|The Pathfinder: John Morton is rapidly becoming the first name in trail design|
|Written by Sara Tuff, Middlebury Alumni Magazine|
One of the sweetest spots in Vermont is Morse Farm, an East Montpelier institution studded with more than 4,000 maple trees. Its Sugar Shack sells maple creemees, maple apple drizzle, maple pecans, maple dill dressing, maple butter, and gallon jugs of maple syrup. But even sweeter than all of this is the network of cross-country ski trails that twists through the forest and meadows, offering tantalizing views of Camel’s Hump and Hunger Mountain and whoop-de-dos of climbs and descents. Bearing names like Sugar Loop, The Drip, and Sap Run, the trails disappear into the maples and pines.
“As you get farther away from the starting point, you get more challenging terrain,” says John Morton ’68, the neon-yellow pom-pom on his vintage Fischer hat bouncing as he points back toward the Ski Touring Center on a late November day.
Morton should know. In 2001, he created this trail system at the request of Burr Morse, a seventh-generation Vermonter and proprietor of Morse Farm, who wanted to tap into the winter market of Vermont visitors. “He jokes that he used to milk cows and now he just milks the tourists,” says Morton with a laugh.
A longtime nordic racer, biathlete, and coach, Morton used to just ski the trails. Now he designs them—more than 120, at last count, of cross-country skiing, mountain biking, hiking, and running routes that are redefining the use of recreational land today. If Morton has his way, his name will one day be as recognizable as the Nicklaus name on a golf course. Only the Morton moniker promises much more.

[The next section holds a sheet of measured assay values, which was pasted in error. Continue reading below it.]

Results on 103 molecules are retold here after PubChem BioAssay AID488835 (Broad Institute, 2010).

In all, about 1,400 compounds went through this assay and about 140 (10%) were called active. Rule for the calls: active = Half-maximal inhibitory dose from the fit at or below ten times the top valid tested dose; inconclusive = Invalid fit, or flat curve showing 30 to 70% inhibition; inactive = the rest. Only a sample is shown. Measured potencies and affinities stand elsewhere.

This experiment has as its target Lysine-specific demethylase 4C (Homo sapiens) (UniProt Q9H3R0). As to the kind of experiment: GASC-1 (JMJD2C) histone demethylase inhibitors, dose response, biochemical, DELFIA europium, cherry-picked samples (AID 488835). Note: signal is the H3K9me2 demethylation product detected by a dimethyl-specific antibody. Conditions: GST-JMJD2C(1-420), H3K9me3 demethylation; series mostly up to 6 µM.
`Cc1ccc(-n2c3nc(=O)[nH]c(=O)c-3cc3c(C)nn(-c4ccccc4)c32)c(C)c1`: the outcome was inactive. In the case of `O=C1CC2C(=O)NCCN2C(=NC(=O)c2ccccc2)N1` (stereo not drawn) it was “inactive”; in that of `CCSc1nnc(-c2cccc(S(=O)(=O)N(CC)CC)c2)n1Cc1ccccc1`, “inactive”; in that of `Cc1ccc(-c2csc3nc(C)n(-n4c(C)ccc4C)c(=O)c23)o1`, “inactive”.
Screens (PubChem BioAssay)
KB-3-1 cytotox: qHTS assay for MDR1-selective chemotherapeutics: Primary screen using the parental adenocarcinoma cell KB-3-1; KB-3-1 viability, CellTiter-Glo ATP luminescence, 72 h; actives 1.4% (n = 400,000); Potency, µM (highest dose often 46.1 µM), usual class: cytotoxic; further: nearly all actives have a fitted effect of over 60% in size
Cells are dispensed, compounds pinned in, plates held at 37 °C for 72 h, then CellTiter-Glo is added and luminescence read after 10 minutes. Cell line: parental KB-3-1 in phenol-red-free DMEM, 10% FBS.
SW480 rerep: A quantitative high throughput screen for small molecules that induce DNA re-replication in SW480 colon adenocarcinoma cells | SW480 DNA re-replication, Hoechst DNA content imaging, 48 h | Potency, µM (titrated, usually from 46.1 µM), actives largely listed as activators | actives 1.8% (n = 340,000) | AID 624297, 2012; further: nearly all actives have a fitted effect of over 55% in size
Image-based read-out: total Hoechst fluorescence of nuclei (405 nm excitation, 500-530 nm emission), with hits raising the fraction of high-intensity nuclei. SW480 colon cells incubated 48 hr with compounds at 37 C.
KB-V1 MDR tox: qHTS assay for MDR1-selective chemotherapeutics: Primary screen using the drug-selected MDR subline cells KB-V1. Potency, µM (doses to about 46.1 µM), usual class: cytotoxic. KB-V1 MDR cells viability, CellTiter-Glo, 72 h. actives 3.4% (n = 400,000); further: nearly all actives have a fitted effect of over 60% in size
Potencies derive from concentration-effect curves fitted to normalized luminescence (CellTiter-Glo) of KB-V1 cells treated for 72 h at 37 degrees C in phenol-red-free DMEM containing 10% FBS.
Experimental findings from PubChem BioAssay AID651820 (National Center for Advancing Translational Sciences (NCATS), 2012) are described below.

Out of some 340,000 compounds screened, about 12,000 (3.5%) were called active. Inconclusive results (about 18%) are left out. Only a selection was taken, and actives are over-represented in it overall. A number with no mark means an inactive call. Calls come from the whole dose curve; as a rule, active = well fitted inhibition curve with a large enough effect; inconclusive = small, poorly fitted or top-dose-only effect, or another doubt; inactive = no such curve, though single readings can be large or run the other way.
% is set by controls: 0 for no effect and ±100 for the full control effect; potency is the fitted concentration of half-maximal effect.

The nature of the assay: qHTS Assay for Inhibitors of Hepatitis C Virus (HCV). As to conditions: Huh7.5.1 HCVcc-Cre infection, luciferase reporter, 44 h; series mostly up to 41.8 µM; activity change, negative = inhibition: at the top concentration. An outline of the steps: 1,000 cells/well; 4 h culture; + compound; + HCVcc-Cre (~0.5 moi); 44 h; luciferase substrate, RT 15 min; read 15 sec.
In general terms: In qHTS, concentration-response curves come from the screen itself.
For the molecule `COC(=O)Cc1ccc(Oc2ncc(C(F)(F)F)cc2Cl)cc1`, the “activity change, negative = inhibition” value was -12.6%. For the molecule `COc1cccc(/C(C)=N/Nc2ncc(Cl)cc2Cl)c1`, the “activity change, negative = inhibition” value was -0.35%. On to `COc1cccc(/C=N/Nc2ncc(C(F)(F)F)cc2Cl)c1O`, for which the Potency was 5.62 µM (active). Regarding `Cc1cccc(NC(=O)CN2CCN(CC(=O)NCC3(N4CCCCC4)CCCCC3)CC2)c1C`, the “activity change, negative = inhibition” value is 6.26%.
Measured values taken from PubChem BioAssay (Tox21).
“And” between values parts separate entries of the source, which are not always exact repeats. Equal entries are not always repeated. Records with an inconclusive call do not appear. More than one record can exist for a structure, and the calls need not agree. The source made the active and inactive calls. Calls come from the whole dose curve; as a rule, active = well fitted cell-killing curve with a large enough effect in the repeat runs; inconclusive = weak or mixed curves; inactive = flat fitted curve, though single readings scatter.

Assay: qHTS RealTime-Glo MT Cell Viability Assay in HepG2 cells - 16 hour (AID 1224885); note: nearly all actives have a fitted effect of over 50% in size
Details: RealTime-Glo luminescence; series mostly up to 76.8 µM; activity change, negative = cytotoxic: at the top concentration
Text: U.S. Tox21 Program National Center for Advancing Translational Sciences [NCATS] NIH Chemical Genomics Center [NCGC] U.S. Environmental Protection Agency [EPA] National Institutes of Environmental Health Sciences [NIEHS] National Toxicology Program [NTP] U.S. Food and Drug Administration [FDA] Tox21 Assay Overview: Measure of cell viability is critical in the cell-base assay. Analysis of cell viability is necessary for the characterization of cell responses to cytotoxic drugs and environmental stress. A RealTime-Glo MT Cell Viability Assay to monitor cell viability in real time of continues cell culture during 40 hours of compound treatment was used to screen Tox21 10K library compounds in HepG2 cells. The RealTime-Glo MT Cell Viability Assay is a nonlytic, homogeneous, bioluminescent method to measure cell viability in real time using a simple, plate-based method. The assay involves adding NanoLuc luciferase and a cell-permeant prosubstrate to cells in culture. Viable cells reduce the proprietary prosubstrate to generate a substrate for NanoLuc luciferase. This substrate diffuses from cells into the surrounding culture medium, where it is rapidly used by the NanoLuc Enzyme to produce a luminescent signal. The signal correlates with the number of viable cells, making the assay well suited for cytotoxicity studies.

Back before competitive skiers chose a specialty to master, John Morton skied everything—downhill, slalom, and cross-country—for New Hampshire’s Tilton School. He had messed around on skis in his Walpole backyard, and stumbled onto a scholarship for Tilton, which sent Morton in the direction of Middlebury. As a greenhorn freshman, his destiny as a cross-country standout was decided by legendary coach Robert “Bobo” Sheehan.
“On the first day of classes, Bobo gathered all the skiers, and I still remember being in awe of the upperclassmen,” recalls Morton as we begin to explore Morse Farm, our boots crunching over the frozen hay and cracking through spots of milky ice; we would ski but for the scant snow, so we walk the woods and talk the trails. “He said, ‘All you freshmen, look around; you can tell alpine skiers are a dime a dozen, so if you want to make the Middlebury Ski Team, you’d better learn how to ski cross-country.”
Morton did Bobo one better: He went on to win the Eastern Intercollegiate Championships in 1966 and 1968, and earn runner-up status at the 1968 NCAA Championships. At the same time, Morton picked up biathlon, figuring out how to steady his wildly beating heart in between cross-country sprints to fire a rifle, and split his post-Middlebury years between skiing at the U.S. Biathlon Training Center in Alaska and serving in South Vietnam. In 1972 and 1976, Morton competed in the Olympic Winter Games, and has continued to maintain Olympic and World Cup ties as a biathlon team leader, chief of course, and referee.
But golden opportunities would really arrive later, toward the end of Morton’s coaching career at Dartmouth (which spanned more than a decade, from 1978 to 1989). A cross-country acquaintance sought advice on some trail projects, and Morton discovered he had a knack for nordic networks. “It’s like a big puzzle,” says Morton, who now lives with his family at the end of a dirt road in Thetford, Vermont. “That’s the fun part of it—no two locations are the same.”